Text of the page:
Young leaders from around the world are gathering at the United Nations Headquarters in New York Saturday to address arguably the most urgent issue of our time. The Youth Climate Summit comes on the heels of an international strike spearheaded by Greta Thunberg, the 16-year-old climate activist from Sweden, who arrived in New York via emissions-free sailboat earlier this month.

Translated from Swedish, "berg" means "mountain," so it may feel fated that a young woman with Viking blood in her veins and summit in her name would be at the helm. But let's go out on a limb and presume Thunberg, in keeping with most activists, would chafe at the notion of pre-ordained "destiny," and rightly so. Destiny is passive — it happens to you. It's also egomaniacal. Change, on the other hand, is active; you have to fight. And it is humble. "We need to get angry and understand what is at stake," Thunberg declared. "And then we need to transform that anger into action."

This new generation of activists' most pernicious enemy is denial. The people in charge — complacent politicians and corporation heads who grossly benefit from maintaining the status quo — are buffered from real-life consequences of climate change. But millions of people don't share that privilege. For them, climate change isn't an abstract concept, but a daily state of emergency, whether it comes in the form of "prolonged drought in sub-Saharan Africa…devastating tropical storms sweeping across Southeast Asia, the Caribbean and the Pacific…[or] heatwaves and wildfires," as Amnesty International reportsare all too real problems people are facing on a regular basis.

RELATED: Greta Thunberg urges people to turn to nature to combat climate change

Keep Reading Show less
The Planet

Millions of people in over 150 countries across the globe marched for lawmakers and corporations to take action to help stop climate change on Friday, September 20.

The Climate Strikes were organized by children around the world as an extension of the of the "Fridays for Future" campaign. Students have been walking out of classrooms on Fridays to speak out about political inaction surrounding the climate crisis.

"We need to act right now to stop burning fossil fuels and ensure a rapid energy revolution with equity, reparations and climate justice at its heart," organizers say.

There's no doubt the visual images from the marches send a powerful message to those on the ground but especially those watching from around the world. GOOD's own Gabriel Reilich was on the scene for the largest of the Climate Strikes. Here are 18 of the best signs from the Climate Strike march in New York City.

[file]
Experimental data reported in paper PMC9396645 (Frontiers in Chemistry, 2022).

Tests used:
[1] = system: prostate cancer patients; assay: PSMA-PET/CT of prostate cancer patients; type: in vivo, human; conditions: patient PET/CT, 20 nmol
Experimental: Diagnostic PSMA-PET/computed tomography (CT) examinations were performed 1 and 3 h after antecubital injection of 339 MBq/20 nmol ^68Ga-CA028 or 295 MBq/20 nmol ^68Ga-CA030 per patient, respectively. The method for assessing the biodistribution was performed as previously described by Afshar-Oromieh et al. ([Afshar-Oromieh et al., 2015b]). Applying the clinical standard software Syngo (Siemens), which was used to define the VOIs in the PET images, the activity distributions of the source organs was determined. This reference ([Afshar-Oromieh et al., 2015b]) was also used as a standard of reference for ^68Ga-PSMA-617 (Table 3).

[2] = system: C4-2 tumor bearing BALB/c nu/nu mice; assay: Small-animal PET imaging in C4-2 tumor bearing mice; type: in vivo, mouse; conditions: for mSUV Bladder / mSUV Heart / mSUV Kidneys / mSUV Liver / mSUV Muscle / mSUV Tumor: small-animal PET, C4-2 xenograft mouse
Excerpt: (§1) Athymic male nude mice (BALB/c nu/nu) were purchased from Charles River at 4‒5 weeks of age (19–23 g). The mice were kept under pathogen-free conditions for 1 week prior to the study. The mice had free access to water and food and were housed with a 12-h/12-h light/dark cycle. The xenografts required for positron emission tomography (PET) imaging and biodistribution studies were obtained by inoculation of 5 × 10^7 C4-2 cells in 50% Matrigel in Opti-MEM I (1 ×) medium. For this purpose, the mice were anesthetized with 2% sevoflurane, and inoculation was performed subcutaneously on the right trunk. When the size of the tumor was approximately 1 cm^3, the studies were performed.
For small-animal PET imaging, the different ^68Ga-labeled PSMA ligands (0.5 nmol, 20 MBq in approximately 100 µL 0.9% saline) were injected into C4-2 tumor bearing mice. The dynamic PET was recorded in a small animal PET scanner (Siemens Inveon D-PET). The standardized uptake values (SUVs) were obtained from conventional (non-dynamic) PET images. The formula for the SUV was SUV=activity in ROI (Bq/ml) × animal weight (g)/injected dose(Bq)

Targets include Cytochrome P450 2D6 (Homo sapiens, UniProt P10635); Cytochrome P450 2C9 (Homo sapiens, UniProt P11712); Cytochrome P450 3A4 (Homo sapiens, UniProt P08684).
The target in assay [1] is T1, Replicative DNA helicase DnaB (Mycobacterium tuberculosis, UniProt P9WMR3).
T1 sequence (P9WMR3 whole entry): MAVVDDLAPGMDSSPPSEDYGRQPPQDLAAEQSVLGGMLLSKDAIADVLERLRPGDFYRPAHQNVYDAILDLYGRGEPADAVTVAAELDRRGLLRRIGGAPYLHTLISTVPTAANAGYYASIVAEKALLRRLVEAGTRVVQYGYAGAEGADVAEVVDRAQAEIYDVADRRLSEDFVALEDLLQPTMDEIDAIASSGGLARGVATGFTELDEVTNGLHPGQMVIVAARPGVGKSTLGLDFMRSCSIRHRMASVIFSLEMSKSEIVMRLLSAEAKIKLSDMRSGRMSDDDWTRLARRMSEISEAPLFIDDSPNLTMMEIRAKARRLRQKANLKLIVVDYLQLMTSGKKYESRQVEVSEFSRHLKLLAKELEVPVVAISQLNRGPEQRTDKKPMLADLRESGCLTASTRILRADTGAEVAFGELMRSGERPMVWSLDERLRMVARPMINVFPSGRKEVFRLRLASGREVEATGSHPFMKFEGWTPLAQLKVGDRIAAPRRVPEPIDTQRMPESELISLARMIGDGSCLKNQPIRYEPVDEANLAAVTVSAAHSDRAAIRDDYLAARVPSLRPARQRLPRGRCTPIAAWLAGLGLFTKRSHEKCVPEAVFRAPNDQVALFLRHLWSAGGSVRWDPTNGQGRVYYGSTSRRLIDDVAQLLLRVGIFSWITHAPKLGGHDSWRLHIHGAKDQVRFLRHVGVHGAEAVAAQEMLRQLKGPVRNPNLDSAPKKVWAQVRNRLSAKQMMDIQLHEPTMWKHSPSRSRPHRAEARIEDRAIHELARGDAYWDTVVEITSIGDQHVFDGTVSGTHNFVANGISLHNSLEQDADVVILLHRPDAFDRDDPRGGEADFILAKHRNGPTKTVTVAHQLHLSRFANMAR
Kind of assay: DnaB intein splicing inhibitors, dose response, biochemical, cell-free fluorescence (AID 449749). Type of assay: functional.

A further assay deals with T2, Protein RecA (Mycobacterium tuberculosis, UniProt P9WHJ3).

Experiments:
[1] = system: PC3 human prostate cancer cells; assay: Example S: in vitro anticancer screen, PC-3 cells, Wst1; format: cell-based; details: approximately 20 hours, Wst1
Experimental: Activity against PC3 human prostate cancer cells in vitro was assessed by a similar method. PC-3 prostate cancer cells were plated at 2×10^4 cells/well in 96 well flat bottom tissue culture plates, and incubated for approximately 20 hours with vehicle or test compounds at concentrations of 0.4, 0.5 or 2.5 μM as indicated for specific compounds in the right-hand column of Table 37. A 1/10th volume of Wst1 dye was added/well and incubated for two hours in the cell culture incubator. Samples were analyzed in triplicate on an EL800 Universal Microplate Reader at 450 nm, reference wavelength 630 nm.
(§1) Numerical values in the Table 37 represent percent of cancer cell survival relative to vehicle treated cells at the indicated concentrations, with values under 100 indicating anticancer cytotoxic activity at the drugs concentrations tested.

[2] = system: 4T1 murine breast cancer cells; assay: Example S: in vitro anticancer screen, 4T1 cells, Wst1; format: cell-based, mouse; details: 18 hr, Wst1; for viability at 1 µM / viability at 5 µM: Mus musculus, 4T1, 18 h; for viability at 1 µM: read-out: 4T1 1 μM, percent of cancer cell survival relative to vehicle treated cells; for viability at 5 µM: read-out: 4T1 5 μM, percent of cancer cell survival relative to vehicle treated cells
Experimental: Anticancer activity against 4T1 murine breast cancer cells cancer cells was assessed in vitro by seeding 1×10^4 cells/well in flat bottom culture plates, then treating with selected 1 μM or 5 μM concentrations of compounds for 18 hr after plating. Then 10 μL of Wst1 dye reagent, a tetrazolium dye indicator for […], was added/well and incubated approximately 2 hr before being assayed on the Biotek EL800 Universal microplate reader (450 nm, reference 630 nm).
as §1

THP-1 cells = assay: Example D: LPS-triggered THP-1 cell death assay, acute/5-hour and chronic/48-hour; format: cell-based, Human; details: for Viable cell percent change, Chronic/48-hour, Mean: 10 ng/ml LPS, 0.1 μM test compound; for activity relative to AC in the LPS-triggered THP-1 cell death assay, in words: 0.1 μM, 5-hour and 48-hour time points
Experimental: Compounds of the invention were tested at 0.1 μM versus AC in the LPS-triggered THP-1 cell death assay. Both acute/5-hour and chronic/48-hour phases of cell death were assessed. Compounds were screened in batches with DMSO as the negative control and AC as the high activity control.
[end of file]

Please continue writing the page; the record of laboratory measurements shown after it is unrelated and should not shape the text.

Keep Reading Show less

September 20th marks the beginning of a pivotal push for the future of our planet. The Global Climate Strike will set the stage for the United Nations Climate Action Summit, where more than 60 nations are expected to build upon their commitment to 2015's Paris Agreement for combating climate change.

Millions of people are expected to take part in an estimated 4,000 events across 130 countries.

Keep Reading Show less
The Planet
via Apple

When the iPhone 11 debuted on September 10, it was met with less enthusiasm than the usual iPhone release. A lot of techies are holding off purchasing the latest gadget until Apple releases a phone with 5G technology.

Major US phone carriers have yet to build out the infrastructure necessary to provide a consistent 5G experience, so Apple didn't feel it necessary to integrate the technology into its latest iPhone.

A dramatic new feature on the iPhone 11 Pro is its three camera lenses. The three lenses give users the the original wide, plus ultrawide and telephoto options.

Keep Reading Show less
via I love butter / Flickr

We often dismiss our dreams as nonsensical dispatches from the mind while we're deep asleep. But recent research proves that our dreams can definitely affect our waking lives.

People often dream about their significant others and studies show it actually affects how we behave towads them the next day.

"A lot of people don't pay attention to their dreams and are unaware of the impact they have on their state of mind," said Dylan Selterman, psychology lecturer at the University of Maryland, says according to The Huffington Post. "Now we have evidence that there is this association."

Keep Reading Show less